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Symzonia; Voyage of Discovery, by Adam Seaborn (pseud. John Cleves Symmes?), [1820], at

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The Author is ordered to depart from Symzonia.—The Best Man's reasons for sending him away.—His ineffectual efforts to obtain a place of rendezvous for purposes of trade.

It was on my return from this visit to the pearl wash maker, that I received notice to wait upon the Best Man. I immediately repaired to his dwelling, with a light heart, in expectation of my usual intellectual feast from his conversation, little suspecting that this interview was to be the last. He received me with a mild solemnity of manner, which warned me that the interview was for some purpose of importance. He did not keep me in suspense, but in a kind and benevolent manner informed me that the Wise men, to whom the copies of my books had been given, had all made their reports, which, together with the accounts of those who had observed the habits of myself and people, and been in the most favourable situation to ascertain my sentiments, had been submitted to him in council; that he had taken full time to reflect

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on the subject, before he determined on the painful measure which his duty to his people imposed upon him:

That, from the evidence before him, it appeared that we were of a race who had either wholly fallen from virtue, or were at least very much under the influence of the worst passions of our nature; that a great proportion of the race were governed by an inveterate selfishness, that canker of the soul, which is wholly incompatible with ingenuous and affectionate good-will towards our fellow-beings; that we were given to the practice of injustice, violence, and oppression, even to such a degree as to maintain bodies of armed men, trained to destroy their fellow-creatures; that we were guilty of enslaving our fellow-men for the purpose of procuring the means of gratifying our sensual appetites; that we were inordinately addicted to traffic, and sent out our people to the extreme parts of the external world to procure, by exchange, or fraud, or force, things pernicious to the health and morals of those who receive them, and that this practice was carried so far as to be supported with armed ships, a thing unheard of, except from some very

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ancient manuscript accounts of the Belzubians, which had been considered by the Good men of Symzonia, for ages, as nothing more than fables.

After stating these and many other charges against the externals, he added, that many of his council seriously apprehended that it was only our inordinate thirst for gain, that had induced me and my people to hazard our lives in an unknown region, and that it had not escaped their notice, that my vessel was provided with terrific engines of destruction, no doubt to enforce our will where our purposes required it: Wherefore he, the Best Man, in council, had come to a resolution, that the safety and happiness of his people would be endangered by permitting any further intercourse with so corrupt and depraved a race. He therefore required that I should repair forthwith to my vessel. and there remain until the season of bright light was sufficiently advanced to enable me to return to my country in safety; and ordered that all necessary supplies of food, and whatever was wanted to refit my vessel, should be furnished at the expense of the state; but that I should not be permitted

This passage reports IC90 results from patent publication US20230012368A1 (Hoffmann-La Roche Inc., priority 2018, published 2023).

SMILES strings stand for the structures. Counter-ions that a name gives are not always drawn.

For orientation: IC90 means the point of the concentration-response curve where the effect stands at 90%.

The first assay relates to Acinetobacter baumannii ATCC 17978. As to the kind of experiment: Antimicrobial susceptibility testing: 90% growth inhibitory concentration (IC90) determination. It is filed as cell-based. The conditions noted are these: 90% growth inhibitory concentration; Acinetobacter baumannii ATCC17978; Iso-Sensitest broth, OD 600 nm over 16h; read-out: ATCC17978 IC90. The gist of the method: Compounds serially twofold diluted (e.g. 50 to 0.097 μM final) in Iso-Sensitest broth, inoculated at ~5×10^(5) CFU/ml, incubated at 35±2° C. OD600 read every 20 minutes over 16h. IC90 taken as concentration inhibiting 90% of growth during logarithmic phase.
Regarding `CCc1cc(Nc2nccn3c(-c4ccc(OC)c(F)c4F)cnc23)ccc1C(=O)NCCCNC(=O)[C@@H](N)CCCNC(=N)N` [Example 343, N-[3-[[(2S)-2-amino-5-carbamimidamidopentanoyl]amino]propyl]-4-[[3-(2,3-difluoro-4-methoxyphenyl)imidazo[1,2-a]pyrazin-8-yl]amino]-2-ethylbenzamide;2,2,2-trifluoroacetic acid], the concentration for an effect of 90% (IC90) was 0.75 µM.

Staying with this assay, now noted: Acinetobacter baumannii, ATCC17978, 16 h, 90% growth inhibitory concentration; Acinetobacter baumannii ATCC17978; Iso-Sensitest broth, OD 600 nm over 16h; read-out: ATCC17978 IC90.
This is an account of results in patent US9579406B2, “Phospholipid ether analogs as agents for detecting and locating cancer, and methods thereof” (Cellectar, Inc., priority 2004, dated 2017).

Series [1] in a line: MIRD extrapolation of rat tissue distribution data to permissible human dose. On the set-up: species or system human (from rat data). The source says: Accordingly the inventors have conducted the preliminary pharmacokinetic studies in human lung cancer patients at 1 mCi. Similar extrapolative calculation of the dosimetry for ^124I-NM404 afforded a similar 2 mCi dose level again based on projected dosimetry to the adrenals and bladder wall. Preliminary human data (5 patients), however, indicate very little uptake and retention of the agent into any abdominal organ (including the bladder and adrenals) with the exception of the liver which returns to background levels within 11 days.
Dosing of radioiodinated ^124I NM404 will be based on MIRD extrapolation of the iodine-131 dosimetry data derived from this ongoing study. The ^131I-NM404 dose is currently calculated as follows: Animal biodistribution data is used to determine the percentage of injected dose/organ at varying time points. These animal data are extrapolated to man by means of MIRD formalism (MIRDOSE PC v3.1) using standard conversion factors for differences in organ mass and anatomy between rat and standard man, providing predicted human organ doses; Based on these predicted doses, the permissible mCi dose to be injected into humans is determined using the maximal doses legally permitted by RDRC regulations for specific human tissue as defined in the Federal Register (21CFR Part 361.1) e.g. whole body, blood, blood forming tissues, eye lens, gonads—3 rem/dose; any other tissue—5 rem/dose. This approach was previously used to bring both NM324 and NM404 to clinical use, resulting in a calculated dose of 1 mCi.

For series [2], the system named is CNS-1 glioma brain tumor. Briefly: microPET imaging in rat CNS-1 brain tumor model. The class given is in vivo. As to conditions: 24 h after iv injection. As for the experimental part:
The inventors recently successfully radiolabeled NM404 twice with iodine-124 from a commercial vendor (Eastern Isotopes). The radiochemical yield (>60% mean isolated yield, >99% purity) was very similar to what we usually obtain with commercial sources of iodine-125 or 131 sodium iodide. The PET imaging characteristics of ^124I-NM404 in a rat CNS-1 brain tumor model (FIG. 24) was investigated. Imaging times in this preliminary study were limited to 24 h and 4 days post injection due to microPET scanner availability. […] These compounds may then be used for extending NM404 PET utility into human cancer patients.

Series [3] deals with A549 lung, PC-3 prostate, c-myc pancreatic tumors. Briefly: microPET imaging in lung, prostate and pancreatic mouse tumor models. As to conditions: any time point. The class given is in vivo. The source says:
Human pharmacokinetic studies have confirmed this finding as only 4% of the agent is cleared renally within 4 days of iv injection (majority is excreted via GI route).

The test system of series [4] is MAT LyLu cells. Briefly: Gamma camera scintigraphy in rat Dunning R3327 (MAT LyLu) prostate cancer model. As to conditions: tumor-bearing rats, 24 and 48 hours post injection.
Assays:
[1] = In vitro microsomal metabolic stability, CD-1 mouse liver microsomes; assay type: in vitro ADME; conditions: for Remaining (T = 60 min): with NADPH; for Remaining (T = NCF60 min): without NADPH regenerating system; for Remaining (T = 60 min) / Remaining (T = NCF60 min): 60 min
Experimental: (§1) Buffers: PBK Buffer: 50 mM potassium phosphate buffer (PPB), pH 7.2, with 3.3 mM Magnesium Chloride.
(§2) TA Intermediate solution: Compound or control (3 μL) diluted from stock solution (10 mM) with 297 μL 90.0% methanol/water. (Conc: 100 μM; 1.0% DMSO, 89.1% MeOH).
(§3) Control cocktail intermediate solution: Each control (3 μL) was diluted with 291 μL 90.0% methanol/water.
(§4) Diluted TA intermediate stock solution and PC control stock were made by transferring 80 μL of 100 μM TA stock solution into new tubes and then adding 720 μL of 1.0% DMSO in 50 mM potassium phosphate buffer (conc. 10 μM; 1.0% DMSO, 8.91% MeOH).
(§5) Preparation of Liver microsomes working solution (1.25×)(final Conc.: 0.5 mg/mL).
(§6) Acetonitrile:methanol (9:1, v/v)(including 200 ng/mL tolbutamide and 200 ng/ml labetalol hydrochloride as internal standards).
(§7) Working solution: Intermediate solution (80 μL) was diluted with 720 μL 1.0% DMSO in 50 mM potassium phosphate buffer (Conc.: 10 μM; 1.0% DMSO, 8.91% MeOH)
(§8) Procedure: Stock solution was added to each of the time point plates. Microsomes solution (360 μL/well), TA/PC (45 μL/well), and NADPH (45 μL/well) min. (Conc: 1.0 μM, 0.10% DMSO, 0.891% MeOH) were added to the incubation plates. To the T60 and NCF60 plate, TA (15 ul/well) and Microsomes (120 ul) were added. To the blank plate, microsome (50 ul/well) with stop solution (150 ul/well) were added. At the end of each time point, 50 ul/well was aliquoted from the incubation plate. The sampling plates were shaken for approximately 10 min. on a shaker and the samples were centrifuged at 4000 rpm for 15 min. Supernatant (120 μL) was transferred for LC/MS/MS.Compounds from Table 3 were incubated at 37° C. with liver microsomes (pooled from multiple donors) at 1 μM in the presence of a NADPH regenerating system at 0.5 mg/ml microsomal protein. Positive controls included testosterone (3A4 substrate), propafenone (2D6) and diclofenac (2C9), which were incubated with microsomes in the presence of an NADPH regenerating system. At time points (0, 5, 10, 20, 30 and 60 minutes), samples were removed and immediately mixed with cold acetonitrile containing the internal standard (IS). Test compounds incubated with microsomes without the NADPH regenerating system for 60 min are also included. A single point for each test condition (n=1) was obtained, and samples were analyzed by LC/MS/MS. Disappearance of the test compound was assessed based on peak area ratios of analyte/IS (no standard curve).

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to take away any of the products of the country which I esteemed valuable for traffic, lest the cupidity of my countrymen should lead them to send an armed force to obtain such things.

They were fully aware, he said, of the articles which were most coveted by the externals; for my books had described them, and the purposes to which they were applied; and Efficients would therefore be appointed to examine my vessel, and see that I took away none of those articles. He felt confident that they had additional security for a strict compliance with this prohibitory order, in my integrity, of which he had formed a favourable estimate, notwithstanding the corruption of my nature, and did not apprehend that I would break through his injunctions, after partaking so largely of the hospitality of the country.

I was petrified with confusion and shame, on hearing my race thus described as pestiferous beings, spreading moral disease and contamination by their intercourse, and by thus seeing all my hopes of unbounded wealth at once laid prostrate; and I did not recover from the despondency which overwhelmed me, till I recollected that

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[paragraph continues] Mr. Boneto would no doubt have a full cargo of seal skins ready against my return to Seaborn's Land, which would ensure me a handsome fortune.

Any attempt to dissuade the Best Man from his purpose, or to obtain a revocation of the decree, I knew would be altogether vain. I therefore endeavoured to soften the judgment he had formed of the externals, by representing the books, from which the Wise men and himself had drawn their opinions, to be the works of the islanders whom I had described to him as the supposed descendants of the Belzubians, and that they were only re-printed in my country as they had been in his; that we professed to be much more enlightened than those islanders, and styled ourselves emphatically the most enlightened people on the face of the earth, by which we meant no disrespect to the Symzonians, the face of the earth being the outside of it only, and we were not sufficiently enlightened, when the declaration was made, to know that there existed any such people; and that there were many people amongst us who would eagerly emulate the purity and goodness of the Symzonians,